Monday, November 7, 2011

Inspiration Paris - Part Two

Bienvenue mes amis.  
Miss Nancy Boyle
My French teacher at North Shore High School, Glen Head, NY

I had an email from a high school friend, Ricky Zimmerman. Here's what he said about Femme et Fleur.
If you remember, our French teacher told the American Friends Committee that I was incapable of learning.  I think she was speaking generally but try not to use too much French in your new blog.  This is the first blog I have ever responded to so write away.  ricky
Inspiration Paris, Part Two
Because I am a compulsive organizer, when I go to Paris I do exhaustive research, culled from favorite blogs, on pâtisseries, restaurants, shops and museums. Here are some of the sources: The Paris Kitchen, Bonjour Paris, Girls Guide to Paris, and David Lebovitz.

Typical notebook entries may say: "eclair rue de Buci, any vendors - do many." Or, "autumn day, row to island in Grand Lac in Bois de Boulogne, lunch in a deserted restaurant." Or, from The New York Times, Lenny Kravitz likes: L'Amis Louis for dinner, Kai on rue de Louvre for sushi, Paris Opera, favorite building.

Oui, Deyrolle, cabinet de curiosités should be on your list.

I dutifully type up my notes like Saint Carol de Paris. But once I'm there, ah, that's another histoire. I may have 10 pâtisseries on my list and get to only two.

This chap at Gérard Mulot cannot believe that les Americains are ordering so many macarons!
Quel cochons!

One evening after dinner we skipped dessert at the restaurant and ran like the devils food cake to beat the shop's closing time of 8 p.m..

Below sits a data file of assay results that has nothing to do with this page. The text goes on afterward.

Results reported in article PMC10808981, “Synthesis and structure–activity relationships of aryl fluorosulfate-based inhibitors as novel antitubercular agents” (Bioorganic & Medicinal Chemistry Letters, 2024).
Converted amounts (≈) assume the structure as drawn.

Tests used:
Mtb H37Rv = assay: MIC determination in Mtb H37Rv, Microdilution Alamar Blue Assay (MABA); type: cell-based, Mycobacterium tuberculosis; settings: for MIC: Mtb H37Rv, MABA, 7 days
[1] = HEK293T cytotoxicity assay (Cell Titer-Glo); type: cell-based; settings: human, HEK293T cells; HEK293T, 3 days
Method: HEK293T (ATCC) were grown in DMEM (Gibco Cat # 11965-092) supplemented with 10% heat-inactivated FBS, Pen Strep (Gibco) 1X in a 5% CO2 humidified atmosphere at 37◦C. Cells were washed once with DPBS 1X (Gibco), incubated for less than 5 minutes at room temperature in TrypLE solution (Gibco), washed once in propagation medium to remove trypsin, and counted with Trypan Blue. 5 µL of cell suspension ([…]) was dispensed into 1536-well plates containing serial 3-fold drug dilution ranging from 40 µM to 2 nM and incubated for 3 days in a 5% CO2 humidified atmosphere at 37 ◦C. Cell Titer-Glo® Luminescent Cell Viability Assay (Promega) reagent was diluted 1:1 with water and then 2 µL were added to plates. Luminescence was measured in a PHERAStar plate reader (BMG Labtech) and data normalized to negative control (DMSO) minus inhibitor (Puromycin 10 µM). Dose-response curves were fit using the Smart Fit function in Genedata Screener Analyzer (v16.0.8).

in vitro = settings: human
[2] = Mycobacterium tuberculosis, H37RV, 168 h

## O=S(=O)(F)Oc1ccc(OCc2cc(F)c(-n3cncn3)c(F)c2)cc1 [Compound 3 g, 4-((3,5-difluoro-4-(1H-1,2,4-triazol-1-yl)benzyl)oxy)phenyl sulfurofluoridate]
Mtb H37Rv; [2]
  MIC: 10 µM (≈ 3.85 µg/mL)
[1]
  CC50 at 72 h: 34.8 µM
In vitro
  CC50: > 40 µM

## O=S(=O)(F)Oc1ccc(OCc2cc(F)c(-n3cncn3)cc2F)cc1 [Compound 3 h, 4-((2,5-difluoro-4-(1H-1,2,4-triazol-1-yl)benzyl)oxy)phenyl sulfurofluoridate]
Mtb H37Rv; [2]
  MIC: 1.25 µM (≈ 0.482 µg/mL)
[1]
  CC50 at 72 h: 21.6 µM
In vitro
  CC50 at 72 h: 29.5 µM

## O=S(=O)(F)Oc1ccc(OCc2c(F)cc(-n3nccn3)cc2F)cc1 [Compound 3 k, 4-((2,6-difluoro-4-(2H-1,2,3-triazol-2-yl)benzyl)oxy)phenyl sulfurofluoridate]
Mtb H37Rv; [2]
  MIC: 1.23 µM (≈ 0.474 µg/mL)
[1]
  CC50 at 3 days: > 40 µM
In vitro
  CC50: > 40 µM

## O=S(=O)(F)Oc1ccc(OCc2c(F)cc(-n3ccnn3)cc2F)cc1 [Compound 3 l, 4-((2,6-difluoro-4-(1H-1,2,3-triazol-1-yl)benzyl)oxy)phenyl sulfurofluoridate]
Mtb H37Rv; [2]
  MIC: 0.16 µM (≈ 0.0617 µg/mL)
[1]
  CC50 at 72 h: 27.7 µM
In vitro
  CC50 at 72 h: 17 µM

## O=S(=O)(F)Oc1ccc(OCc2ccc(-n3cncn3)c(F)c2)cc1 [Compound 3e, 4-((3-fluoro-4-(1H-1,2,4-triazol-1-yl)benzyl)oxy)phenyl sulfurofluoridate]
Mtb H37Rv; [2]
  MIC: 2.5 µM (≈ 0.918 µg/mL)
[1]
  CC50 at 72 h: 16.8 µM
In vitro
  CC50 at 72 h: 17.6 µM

What a riot of beauty, cornucopia of color and surfeit of sweetness. Coming in on a tarte and a prayer, we made our selection.

The packaging is as delicieux as the pâtisserie. Lush pinks and salmon hues.

Let's see. I think we bought one of those raspberry tartes and that red bombe thing to the right. It was blueberry inside.

These pyramids of macarons were the inspiration for I.M. Pei's glass pyramid at the Louvre.
Some little hostess gift, n'est pas?

Back at the hotel, the booty ready to be opened and devoured. But first, we order a bottle of Château de Gérard Mulot with hints of chocolate and raspberry.

Would you believe these are chocolate Easter bunnies? I didn't think so.

While on the topic of desserts, one I like to dwell on interminably,
we went to the Musée Jacquemart-André, ostensibly to see a show of the art of Fra Angelico, but really to dine in what I'd read was the most beautiful tea room in Paris.

Voila! Parfait for les Madames qui déjeunent.

Fra Angelico was an Italian Renaissance painter of religious subjects.
A Bishop Saint, Fra Angelico (Guido di Pietro) (Italian, Vicchio di Mugello ca. 1395-1455 Rome) Date: ca. 1425, 
courtesy Metropolitan Museum of Art,
Call me a philistine, but how many pictures of gold-leaf saints can a person look at.
This is much better.

I worship at the altar of Napoleon, the pastry, not the emperor.

Little-known fact: the Musée Jacquemart-André was used as
 Maurice Chevalier's house in the movie Gigi.

These people (and Monsieur Le Chien) look like they're enjoying lunch too.

Le Jardin du Luxembourg is a civilized place for a stroll, to see and be seen, to enjoy the pond and the plantings.

The gentleman on the left got the same memo as Richard for what to wear in the Jardin. It's like walking on a sandy beach. You must wipe the fine blond dust from your shoes after your walk. 

Speaking of Richard, he always manages to inject a bit of fun.

A lovely way to end the day: Absinthe at Deux Magots.
Absinthe makes the heart grow fonder.

À bientôt!

1 comment:

  1. Oh those dreamy memories of Gérard Mulot sweets!
    Sooo wonderful.